August 28, 2011

Out of UNGA ideas? So protest!

Rallies and protests are an important vehicle for articulating communal solidarity, and sometimes -- as with the Soviet Jewry movement -- for effecting real change. I have been to many Jewish and pro-Israel rallies, even organized a few, and I expect to do many more. Given next month's line-up, however, I don't see myself grabbing the bull horn.

I believe the annual Jewish protests across from the UN, opposing Iran's nuclear program, probably impact no UN votes. But as a community member, I have no problem following the consensus of my colleagues and fellow Jews, participating as one voice in solidarity. We have a duty to speak out, and that goes for other causes like Gilad Shalit, too.

So where am I drawing the line this Jewish holiday protest season?


I am not ready to rally against what I and many others consider to be Israel's reckless neglect of credible or good-faith peace efforts (call me old-fashioned, but as an American Jew, I just don't ). I have even had an opportunity to be helpful behind the scenes in repairing some of the damage caused. But that doesn't mean I'm prepared to show up across from the UN to rally against the Palestinian end-run (even if it is a bad idea) -- I do not wish to add my voice to a protest that will be viewed (and intended) as an endorsement of Netanyahu's narrative. It is ridiculous to suggest that the current Israeli government has taken any meaningful steps to even test the Palestinian leadership or cooperate with U.S. efforts. [see my recent post] It's much easier to stage a media spectacle of Jews basically protesting self-determination for Palestinians.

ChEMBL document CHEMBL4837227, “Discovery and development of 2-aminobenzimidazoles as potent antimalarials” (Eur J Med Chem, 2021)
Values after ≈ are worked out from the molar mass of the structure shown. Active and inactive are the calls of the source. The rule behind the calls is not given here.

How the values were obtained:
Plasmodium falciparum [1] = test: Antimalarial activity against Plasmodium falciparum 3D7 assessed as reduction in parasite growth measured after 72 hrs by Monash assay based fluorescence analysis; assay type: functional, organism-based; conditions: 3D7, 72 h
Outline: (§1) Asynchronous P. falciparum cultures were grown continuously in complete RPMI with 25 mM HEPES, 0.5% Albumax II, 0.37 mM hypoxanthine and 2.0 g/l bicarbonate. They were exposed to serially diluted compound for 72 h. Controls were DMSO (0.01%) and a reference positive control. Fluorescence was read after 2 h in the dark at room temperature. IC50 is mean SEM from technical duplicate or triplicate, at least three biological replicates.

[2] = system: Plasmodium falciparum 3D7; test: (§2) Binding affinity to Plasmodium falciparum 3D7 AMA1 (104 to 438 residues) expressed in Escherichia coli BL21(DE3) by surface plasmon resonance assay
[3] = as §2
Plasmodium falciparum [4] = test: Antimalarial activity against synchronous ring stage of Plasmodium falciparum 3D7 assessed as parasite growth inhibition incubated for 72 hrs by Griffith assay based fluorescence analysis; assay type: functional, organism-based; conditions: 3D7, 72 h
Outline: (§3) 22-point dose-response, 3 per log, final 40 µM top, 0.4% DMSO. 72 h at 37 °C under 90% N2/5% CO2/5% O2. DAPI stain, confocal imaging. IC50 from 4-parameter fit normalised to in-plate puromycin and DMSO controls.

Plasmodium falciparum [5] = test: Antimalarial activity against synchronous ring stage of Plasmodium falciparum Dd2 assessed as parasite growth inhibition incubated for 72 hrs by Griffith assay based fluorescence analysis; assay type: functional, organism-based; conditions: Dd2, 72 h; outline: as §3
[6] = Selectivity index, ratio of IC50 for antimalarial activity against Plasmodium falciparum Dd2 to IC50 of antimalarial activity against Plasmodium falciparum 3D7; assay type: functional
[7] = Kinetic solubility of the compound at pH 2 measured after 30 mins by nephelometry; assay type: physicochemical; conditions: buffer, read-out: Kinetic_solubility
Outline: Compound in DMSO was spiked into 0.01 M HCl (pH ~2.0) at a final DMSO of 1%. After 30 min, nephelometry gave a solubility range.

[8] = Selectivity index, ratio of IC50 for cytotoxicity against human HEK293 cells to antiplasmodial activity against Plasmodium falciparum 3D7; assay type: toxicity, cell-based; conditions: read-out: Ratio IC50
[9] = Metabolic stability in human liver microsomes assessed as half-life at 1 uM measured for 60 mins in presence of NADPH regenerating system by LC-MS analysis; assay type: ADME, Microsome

I do not believe we have a duty to rally against -- and bring undeserved publicity to -- what's been dubbed "Durban III", an otherwise low-grade commemoration of ten years since the infamous World Conference Against Racism, which singled out Israel in some nasty ways. The original Durban event angered me both as a supporter of Israel and as a fighter against racism, because governments chose bashing Israel over a disciplined statement empowering victims and defenders of human rights. But we made that point long ago, and enough governments are staying away this time that it's not necessary to keep raising public alarms -- the fight against racism really is too important for us to tarnish that brand just to score some points. The horse is dead, that dog won't hunt, and -- even in these dire times -- as creative Jews we should be able to find a proactive agenda to promote.

In the absence of positive issues to promote, and without proactive tactics to impact the genuine looming dangers, we face another season of calls to demonstrate and protest and to congratulate ourselves for it. It does seem easier than coming up with new strategies, or dare one say, taking up the hard work and challenge needed for a credible (i.e., credible) American/Jewish/Israeli call for lasting Middle East peace. Or are we relieved of that obligation because the Palestinians are so unreliable? My bad.

[Postscript: As some of my prior posts reflect, though I have no interest in rallies that have no impact on UN decisions while bolstering the resistance to realistic policies on the ground, I actively support advocacy and lobbying at the DIPLOMATIC level to try to avert a counter-productive, premature resolution on Palestinian statehood.]

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